GoPro make the most well known action cameras, but there are plenty of imitators that promise many of the same features at a dramatically lower cost. For instance, the GoPro Hero5 boasts 4K video recording at 30 fps for £360, while the Tec.Bean 4K Sports Action Camera does the same thing at £50. It’s easy to see why these lesser-known brands have captured a decent share of the market, but do they offer the same experience as the real deal? Let’s answer that in our quick review.
Features & specifications
- 4K / 30fps, 1080p / 60fps, 720p / 90fps
- 16-megapixel photos
- 170-degree wide angle lens
- Video, photo, burst photo, time lapse, car mode
- WiFi and free app to control or review from Android or iOS
- Comes with 2 rechargeable 950mAh batteries
- Supports Class 10 Micro SD up to 64GB
- Water resistant up to 30 metres with included case
- 59 x 41 x 29 mm (approximately 2.3 x 1.6 x 1.1 inches)
- 58 grams (with battery installed)
Like its peers, the Tec.Bean is almost perfectly flat rectangular cuboid, about six centimetres wide, 4 centimetres tall and 3 centimetres deep. Space is at a premium here, so each side has at least one feature worth mentioning; let’s take a look.
The front of the camera has a power / mode button and the lens, which juts out less than a centimetre from the body, while the opposite side houses the 2-inch non-touch screen. The screen can be used as a viewfinder, indicates the current mode and battery percentage, and of course can be used to review footage as well.
The top face has an ‘OK’ / shutter button and an indicator light…
…while the right side has two directional buttons and a small speaker.
The left side has a Micro SD card slot, mini HDMI port and Micro USB charging port…
…and the bottom allows access to the battery compartment — you’ll need your fingernails for this.
Including all cases, mounts, clips and accessories, you get a decent pile of kit:
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Phew. That about comes to the end of the design, so let’s begin our testing!
We used the Tec.Bean for one week, recording various activities indoors and outdoors. Here’s what we liked and didn’t like.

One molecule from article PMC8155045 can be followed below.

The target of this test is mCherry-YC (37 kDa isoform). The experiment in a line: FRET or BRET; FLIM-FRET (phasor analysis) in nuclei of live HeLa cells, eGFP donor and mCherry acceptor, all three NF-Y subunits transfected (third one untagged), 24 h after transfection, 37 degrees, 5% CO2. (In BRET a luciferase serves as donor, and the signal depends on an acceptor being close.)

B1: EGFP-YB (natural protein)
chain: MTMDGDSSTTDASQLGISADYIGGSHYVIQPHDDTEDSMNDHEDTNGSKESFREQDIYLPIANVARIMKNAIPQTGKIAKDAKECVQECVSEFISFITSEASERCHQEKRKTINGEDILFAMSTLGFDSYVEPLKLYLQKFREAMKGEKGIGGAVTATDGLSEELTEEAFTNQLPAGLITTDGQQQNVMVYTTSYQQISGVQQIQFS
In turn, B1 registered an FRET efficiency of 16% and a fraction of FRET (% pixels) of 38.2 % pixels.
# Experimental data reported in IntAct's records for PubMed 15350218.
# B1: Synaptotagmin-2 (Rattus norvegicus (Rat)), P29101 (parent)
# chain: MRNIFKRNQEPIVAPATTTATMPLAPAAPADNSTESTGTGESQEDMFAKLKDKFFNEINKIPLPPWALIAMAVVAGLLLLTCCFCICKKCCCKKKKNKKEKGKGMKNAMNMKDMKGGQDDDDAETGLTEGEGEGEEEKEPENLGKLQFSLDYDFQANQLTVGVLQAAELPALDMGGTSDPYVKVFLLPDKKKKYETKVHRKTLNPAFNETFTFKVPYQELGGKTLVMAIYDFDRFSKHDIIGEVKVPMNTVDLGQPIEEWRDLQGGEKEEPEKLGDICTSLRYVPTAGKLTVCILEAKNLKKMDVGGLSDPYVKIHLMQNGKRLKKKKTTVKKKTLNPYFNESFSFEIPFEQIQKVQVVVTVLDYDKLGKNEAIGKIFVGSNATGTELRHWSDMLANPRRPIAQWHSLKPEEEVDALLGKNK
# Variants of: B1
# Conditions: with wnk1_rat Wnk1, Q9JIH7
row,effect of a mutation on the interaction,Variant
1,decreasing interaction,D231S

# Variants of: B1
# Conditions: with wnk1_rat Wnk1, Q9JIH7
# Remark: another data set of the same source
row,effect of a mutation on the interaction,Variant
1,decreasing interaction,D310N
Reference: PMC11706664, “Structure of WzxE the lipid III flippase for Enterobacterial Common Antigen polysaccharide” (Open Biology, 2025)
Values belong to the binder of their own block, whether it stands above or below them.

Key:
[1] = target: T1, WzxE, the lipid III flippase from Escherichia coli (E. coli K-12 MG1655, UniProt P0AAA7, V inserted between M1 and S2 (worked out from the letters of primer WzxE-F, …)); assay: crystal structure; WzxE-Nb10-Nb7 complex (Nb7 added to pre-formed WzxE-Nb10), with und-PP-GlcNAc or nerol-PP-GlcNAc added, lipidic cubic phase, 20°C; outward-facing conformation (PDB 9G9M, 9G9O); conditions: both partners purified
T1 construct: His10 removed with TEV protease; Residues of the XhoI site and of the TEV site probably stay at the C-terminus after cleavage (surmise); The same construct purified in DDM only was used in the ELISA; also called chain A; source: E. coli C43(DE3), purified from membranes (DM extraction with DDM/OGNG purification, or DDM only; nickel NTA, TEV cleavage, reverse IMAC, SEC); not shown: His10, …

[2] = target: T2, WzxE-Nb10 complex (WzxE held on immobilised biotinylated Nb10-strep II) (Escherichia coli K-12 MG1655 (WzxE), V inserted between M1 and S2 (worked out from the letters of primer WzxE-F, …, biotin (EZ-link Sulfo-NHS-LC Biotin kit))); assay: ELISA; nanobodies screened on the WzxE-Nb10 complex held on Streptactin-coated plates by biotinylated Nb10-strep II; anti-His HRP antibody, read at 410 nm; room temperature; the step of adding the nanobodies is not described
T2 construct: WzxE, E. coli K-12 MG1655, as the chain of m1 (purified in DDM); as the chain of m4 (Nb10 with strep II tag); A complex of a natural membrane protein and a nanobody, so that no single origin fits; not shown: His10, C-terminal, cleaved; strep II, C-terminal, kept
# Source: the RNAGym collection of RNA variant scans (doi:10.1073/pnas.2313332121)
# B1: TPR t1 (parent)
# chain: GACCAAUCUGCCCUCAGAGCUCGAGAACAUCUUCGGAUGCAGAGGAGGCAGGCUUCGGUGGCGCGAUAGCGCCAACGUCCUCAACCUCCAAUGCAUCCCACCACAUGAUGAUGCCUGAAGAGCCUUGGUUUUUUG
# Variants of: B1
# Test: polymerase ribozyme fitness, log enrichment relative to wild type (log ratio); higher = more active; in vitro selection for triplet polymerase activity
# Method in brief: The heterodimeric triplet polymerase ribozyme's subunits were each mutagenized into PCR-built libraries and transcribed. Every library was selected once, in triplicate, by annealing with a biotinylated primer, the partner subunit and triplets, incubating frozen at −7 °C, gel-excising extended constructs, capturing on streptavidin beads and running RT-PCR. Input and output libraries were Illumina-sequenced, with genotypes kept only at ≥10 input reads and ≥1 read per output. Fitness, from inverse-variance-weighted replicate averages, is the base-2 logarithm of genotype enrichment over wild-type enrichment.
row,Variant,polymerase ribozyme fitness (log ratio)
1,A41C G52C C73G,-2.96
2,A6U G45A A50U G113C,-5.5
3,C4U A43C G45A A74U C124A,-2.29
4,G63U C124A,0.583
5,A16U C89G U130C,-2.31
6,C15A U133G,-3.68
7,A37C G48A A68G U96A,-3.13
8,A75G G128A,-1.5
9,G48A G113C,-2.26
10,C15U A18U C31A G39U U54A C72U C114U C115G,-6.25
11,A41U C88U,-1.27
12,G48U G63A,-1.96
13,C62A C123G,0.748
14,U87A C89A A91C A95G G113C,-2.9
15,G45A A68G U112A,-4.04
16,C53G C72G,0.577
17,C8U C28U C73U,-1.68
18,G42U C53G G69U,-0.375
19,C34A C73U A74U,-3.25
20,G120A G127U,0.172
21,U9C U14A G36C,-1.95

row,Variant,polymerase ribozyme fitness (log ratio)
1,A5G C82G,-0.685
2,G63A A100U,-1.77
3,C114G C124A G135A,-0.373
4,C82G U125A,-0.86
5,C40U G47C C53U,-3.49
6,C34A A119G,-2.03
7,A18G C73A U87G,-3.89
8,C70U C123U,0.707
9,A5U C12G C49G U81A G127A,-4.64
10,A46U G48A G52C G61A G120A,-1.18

We love the fact that the Tec.Bean comes with basically every accessory that you’re likely to need, saving money and hassle down the road. When you consider that GoPros come with just a few basic cases and mounts, the cost savings really become apparent.
The video quality produced by the Tec.Bean is decent, with reasonable detail, although video stabilisation and audio quality could certainly be improved – you might consider investing in a separate microphone (which will need to be synced manually) if you wish to capture the full power of your motorcycle’s engine and exhaust, for instance.
Side by side you can certainly see the difference between GoPro-produced footage and that of the Tec.Bean, but unless you are producing professional recordings we doubt you will find it particularly lacking. It’s a similar story with the still image quality, which is fine for a cheap action camera, if a little lacking in detail and occasionally off in exposure.
Controlling the Tec.Bean from your phone makes it much more usable. You can see your footage more easily, both as it is recorded and after the fact, and it’s easier to control. Often you will need to mount the camera somewhere that you won’t be able to easily access the screen, so having the option to view the footage remotely really underscores the advantages of a modern digital camera. It’s also nice that there’s a shortcut to access the Wi-Fi mode: hold the up button for three seconds.
The waterproof exterior seemed to work well in our admittedly brief testing, surviving fifteen minutes completely submersed without issues.
The user interface of the Tec.Bean is usable, but not particularly intuitive. Having buttons on three different faces isn’t ideal; hopefully we will see a premium version of the Tec.Bean 4K with a touchscreen in the future.
Finding the app to use with the Tec.Bean is harder than it needs to be; it’s not found on the company’s official site or its Amazon description. It is in the manual however, so we’ll link it here: XDV on the Google Play Store and XDV on the iOS App Store.
The 4K shooting mode of the Tec.Bean is largely nominal; it does exist and it does produce 4K footage, but there’s no apparent extra level of detail compared to 1080p. We’d recommend sticking to 1080p / 60fps recording for most purposes.
Battery life was only average, reaching about one to two hours of shooting during our testing. The inclusion of a second battery removes the sting somewhat, but we still expected slightly better performance here.
There are plenty of cheap alternatives to the GoPro, and most of them are pretty similar in terms of design, software and bundled accessories. The Tec.Bean doesn’t do much to separate itself from the crowd, either positively or negatively. For that reason, I suggest you choose from the different brands based primarily on price, as long as your other alternatives can still shoot 4K video and come with the accessories that you want. Tec.Bean is a perfectly fine example, but not a must-have that escapes the genre.